Threading rod

Threading miniature brass rod for model building.

This is the first draft of this how to. If there are errors or mistakes or things I should have included and didn’t please let me know so I can correct them. Your comments and suggestions will be appreciated. Please e mail me at

 One project that seams to make model builders hesitate is using threaded nuts bolts and rod. The details and how to’s are hard to come by. Here’s what you need. This should help those that have wanted to make their own threads for their bridges and anything else you can think of that needs threads. I have put threads on many things in the past years but none have been more challenging then threading for miniature hardware.

Uses: There are many uses for threaded rod and other miniature hardware for the model railroader. The most obvious is for tension rods used on truss bridges. On a prototype bridge it’s actually the tension rods that give the bridge it’s strength.

Tools: HSS die of the size thread you want, die stock (die holder) to fit your die, small bench vice, air source (or some way to clear cuttings from the die after cutting), wire cutter or razor saw, cutting oil, (available at Home depot’s plumbing dept. for a few bucks a quart) (about ten year supply) and a grinder or some other way of tapering the end of the rod. Sand paper or a file will do in a pinch if you don’t have access to a grinder. You are also going to need a pair of tweezers and I would recommend a nut driver to fit for assembly. You can use needle nose pliers but that is making life much more difficult.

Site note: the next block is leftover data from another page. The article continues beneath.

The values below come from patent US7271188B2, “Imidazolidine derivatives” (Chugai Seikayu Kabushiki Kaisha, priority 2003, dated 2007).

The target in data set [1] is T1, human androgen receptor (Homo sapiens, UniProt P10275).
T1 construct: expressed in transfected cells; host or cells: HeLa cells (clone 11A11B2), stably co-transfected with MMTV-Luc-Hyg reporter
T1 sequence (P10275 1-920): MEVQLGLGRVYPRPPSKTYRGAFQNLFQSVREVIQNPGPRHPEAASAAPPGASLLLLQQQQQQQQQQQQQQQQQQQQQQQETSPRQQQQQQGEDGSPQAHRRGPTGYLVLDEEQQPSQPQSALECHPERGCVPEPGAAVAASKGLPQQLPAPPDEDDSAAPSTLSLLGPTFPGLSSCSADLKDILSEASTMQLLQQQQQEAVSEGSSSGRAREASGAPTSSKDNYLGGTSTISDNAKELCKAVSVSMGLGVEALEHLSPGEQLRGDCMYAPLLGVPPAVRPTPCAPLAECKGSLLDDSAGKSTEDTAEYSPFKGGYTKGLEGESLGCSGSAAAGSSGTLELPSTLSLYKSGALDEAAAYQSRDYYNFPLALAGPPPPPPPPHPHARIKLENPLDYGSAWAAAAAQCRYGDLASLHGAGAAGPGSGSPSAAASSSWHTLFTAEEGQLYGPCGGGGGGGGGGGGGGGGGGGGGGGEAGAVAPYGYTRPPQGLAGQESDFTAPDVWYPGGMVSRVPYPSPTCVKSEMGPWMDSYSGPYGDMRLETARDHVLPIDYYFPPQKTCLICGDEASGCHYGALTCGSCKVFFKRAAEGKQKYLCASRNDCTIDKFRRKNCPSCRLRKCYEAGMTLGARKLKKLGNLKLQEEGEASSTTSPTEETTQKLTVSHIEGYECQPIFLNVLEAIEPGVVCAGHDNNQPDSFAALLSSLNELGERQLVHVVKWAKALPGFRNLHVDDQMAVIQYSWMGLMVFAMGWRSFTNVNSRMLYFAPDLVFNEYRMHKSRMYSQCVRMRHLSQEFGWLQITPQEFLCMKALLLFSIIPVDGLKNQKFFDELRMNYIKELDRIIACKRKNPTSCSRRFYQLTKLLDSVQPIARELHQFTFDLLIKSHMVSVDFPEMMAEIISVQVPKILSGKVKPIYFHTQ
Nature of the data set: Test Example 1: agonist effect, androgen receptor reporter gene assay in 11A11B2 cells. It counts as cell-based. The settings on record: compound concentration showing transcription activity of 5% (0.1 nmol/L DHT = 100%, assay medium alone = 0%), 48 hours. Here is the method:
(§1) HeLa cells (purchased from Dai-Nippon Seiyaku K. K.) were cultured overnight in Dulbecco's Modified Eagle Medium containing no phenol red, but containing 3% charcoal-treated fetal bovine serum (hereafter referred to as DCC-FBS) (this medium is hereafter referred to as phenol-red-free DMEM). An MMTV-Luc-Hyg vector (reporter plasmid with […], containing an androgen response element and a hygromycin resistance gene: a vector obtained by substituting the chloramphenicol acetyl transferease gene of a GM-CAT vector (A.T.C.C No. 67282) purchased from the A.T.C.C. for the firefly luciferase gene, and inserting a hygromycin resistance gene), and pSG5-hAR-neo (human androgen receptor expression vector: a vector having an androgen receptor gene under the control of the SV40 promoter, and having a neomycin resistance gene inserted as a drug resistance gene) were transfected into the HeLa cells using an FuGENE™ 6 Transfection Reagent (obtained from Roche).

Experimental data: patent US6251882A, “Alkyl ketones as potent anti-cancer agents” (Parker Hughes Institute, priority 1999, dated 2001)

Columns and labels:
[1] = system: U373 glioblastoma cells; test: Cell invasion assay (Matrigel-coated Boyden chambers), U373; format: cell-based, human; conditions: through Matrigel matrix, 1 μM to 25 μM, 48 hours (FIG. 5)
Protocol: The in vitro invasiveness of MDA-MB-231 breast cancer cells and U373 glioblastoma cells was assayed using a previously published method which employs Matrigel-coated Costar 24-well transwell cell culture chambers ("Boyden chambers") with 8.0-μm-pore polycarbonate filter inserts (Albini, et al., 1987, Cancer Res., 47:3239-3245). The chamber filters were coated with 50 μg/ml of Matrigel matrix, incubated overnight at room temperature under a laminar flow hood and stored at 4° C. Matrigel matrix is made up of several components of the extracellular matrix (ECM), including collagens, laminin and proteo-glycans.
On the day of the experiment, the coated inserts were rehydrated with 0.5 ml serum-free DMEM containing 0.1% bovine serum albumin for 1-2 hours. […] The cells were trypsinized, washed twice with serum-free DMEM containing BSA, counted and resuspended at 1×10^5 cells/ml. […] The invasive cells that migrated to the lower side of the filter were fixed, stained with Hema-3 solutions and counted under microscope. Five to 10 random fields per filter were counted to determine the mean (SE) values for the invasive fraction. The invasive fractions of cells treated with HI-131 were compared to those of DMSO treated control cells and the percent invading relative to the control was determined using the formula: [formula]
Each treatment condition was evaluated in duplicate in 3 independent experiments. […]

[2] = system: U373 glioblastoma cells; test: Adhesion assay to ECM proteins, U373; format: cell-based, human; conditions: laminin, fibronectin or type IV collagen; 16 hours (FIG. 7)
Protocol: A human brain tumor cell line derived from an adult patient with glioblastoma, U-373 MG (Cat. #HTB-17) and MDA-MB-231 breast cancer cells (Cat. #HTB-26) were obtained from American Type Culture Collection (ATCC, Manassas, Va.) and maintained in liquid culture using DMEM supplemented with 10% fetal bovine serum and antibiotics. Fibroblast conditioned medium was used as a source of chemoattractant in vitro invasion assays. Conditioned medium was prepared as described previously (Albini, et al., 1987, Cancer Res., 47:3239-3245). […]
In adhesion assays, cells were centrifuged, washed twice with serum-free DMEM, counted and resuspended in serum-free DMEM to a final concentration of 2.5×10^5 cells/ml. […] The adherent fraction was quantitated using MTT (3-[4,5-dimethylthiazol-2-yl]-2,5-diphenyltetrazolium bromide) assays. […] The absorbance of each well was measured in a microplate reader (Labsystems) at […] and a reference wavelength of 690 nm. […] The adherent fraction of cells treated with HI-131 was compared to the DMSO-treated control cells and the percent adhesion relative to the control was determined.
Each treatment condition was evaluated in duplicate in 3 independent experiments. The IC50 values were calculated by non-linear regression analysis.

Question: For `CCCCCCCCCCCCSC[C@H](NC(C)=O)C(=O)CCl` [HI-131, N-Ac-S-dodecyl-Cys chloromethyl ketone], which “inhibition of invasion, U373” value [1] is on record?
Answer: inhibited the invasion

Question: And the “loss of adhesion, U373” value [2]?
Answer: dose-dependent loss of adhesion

Die, tap & drill sizes
Die size: #00-90 #0-80 #1-72 #2-56
rod size: .047(3/64) .064 (1/16) .073 .086
tap size: #00-90 #0-80 #1-72 #2-56
tap drill size: #61 .055 (#55) #53 #50
clearance drill size: #55 .052 (#52) #48 #43
Rod & Hex Nut Scale Sizes



1:20.3 Scale Size 1:22.5 Scale Size 1:24 Scale Size 1:29 Scale Size 1:32 Scale Size
#00-90 Scale Hex Nut, Flats 5/64″ (.078″)
1.58″ 1.75″ 1.87″ 2.26″ 2.49′
#0-80 Scale Hex Nut, Flats 3/32 (.094″) 1.90″ 2.12″ 2.25″ 2.73″ 3.00″
#1-72 Scale Hex Nut, Flats 7/64″ (.110″) 2.41″ 2.48″ 2.86″ 3.19″ 3.52″
#2-56 Scale Hex Nut, Flats 1/8″ (.125″) 2.54″ 2.81″ 3.00″ 3.62″ 4.00″